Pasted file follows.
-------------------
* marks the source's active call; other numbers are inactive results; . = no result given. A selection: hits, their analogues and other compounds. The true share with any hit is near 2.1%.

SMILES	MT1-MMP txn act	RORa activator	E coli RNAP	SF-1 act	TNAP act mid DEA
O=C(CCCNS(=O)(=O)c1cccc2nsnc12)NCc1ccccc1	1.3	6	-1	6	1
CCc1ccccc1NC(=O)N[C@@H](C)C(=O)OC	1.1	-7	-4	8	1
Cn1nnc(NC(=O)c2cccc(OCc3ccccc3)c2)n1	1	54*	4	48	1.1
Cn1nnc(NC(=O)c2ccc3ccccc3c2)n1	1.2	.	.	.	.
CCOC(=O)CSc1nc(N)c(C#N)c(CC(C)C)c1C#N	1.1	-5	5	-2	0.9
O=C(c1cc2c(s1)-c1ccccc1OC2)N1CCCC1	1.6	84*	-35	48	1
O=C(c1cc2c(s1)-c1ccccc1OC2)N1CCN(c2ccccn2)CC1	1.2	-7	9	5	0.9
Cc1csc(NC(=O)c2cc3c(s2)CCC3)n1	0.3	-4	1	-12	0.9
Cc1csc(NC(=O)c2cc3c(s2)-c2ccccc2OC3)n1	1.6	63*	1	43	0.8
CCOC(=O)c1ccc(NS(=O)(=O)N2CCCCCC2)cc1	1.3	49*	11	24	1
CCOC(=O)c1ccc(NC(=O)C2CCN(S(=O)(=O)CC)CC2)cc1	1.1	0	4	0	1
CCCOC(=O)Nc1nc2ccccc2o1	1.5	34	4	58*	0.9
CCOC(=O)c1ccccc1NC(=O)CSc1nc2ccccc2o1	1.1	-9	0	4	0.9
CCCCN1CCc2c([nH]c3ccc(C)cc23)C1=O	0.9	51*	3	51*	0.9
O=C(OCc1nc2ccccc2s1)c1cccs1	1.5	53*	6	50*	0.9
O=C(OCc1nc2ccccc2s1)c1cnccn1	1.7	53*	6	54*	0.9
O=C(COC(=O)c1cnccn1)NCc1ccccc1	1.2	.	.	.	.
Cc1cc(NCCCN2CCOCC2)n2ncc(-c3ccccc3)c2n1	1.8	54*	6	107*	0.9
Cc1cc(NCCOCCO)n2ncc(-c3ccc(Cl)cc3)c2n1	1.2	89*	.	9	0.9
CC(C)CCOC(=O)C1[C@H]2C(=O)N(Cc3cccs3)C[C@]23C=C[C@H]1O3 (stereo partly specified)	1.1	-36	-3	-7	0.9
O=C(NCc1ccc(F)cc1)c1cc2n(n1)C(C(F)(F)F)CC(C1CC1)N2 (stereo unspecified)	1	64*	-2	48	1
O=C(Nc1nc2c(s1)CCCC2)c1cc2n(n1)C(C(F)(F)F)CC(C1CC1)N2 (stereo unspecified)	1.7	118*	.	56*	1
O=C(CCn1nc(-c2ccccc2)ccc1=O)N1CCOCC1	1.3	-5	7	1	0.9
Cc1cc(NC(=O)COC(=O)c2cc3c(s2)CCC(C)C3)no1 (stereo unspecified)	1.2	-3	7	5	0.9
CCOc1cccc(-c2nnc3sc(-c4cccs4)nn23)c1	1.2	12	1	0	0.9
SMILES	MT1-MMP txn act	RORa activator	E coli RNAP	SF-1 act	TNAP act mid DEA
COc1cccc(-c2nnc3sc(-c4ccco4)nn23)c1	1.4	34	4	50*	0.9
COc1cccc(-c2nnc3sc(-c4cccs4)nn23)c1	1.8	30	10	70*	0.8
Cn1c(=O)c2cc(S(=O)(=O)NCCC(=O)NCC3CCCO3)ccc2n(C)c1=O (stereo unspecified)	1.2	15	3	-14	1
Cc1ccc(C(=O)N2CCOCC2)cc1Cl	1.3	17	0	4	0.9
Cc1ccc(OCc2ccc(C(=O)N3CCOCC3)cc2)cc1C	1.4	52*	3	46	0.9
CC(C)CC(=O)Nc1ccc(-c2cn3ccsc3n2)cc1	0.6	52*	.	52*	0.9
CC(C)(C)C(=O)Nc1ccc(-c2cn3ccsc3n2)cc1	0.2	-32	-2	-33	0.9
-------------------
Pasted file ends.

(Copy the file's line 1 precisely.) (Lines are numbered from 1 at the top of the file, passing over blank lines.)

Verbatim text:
* marks the source's active call; other numbers are inactive results; . = no result given. A selection: hits, their analogues and other compounds. The true share with any hit is near 2.1%.